The condition is known as Swim Tail, Swimmers Tail, Cold Water Tail, Limp Tail and Limber Tail, but it’s correct term is Acute Caudal Myopathy and is more often seen in young, adult male working breeds.

Acute Caudal Myopathy

The muscles that wag a dogs tail from side to side are located at the base of the spine and are sandwiched between the bones (the coccygeal vertebrae) and a thick layer of connective tissue.

Studies carried out propose that acute caudal myopathy is associated with inadequate blood supply due to the muscles of the tail being overused, causing the muscles to expand, and then, because of the lack of space, becoming trapped, which causes the cells to start to degenerate, triggering pain and disfunction.

When this condition is caused by heavy swimming and overuse of the tail as a rudder I completely understand and can imagine that to be the case. However, when it’s caused by driving rain, I believe (although it is an educated guess based on anecdotal evidence and experience), that it’s down to the muscles becoming trapped due to them going into hyper contraction, thereby preventing normal fluid movement as the muscles stay contracted.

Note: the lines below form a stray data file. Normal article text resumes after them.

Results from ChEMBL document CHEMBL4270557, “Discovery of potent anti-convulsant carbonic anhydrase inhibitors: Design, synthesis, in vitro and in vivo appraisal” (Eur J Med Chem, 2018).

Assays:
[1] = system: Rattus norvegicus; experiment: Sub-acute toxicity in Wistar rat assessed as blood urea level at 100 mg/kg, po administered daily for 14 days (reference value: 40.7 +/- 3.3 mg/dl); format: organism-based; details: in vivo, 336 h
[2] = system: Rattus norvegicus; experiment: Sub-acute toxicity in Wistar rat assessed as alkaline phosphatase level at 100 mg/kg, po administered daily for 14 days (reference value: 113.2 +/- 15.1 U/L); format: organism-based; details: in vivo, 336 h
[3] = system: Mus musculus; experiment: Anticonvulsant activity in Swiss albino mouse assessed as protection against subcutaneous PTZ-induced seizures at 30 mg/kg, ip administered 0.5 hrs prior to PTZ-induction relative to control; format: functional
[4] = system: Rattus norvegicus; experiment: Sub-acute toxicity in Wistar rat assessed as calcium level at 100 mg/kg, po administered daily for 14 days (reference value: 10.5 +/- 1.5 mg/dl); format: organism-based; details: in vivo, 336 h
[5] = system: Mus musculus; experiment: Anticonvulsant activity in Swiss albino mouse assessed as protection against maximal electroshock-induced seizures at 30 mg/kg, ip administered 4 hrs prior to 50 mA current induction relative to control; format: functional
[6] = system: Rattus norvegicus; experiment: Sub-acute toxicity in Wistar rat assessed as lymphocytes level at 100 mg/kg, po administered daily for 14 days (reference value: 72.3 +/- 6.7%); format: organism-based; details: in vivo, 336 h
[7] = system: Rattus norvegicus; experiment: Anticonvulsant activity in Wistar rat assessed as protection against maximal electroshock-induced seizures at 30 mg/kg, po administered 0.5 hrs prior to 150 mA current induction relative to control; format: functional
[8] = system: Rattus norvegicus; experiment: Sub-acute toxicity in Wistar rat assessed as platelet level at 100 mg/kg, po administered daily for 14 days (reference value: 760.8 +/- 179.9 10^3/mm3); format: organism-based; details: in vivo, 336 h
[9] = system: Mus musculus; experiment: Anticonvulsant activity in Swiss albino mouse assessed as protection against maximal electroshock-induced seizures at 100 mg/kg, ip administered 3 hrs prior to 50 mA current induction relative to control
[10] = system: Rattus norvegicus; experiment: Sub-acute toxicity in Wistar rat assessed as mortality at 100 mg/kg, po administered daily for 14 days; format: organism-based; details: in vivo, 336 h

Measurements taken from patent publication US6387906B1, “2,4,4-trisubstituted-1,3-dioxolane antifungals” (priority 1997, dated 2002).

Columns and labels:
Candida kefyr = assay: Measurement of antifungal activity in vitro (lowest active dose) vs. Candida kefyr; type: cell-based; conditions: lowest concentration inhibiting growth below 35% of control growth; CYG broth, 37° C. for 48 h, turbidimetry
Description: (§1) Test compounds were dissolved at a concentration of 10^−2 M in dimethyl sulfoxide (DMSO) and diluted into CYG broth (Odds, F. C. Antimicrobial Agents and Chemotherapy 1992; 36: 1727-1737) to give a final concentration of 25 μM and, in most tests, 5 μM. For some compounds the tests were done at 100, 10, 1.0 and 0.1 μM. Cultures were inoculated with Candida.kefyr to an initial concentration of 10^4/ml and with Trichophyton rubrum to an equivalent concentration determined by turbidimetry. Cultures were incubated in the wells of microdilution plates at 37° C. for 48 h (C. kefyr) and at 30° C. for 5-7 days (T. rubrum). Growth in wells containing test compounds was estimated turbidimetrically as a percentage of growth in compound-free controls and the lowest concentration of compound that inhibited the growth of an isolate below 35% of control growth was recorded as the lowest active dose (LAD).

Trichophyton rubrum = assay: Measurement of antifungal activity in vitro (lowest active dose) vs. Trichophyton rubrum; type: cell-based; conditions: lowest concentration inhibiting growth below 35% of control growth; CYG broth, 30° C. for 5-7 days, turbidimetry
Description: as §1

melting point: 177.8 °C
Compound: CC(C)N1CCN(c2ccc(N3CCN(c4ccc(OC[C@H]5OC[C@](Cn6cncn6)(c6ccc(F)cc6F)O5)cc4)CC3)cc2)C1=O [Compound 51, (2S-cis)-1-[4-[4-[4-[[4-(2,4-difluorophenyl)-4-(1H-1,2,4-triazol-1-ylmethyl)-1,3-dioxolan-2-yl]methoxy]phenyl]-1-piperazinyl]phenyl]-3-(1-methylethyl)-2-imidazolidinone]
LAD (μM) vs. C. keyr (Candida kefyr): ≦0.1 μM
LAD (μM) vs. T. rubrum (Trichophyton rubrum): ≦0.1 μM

It’s a miserable and painful thing for our dogs to get, and it’s been described to me as like having a dead arm… but one that can last between two days and two weeks.

How to treat

If your dog shows symptoms of Limber Tail then rest him up, apply warm (not hot) packs, wrapped in a tea towel or handkerchief, to the area around the base of his pelvis and above the tail… and phone your vets.

One of my old vets who treated Bart, my first Labrador who got Swim tail after overusing it during a hydrotherapy session, eased his discomfort enormously by expressing his anal glands, which freed up a bit of space around the muscles that were affected, allowing the blood supply to return more quickly.

first published 22 April 2023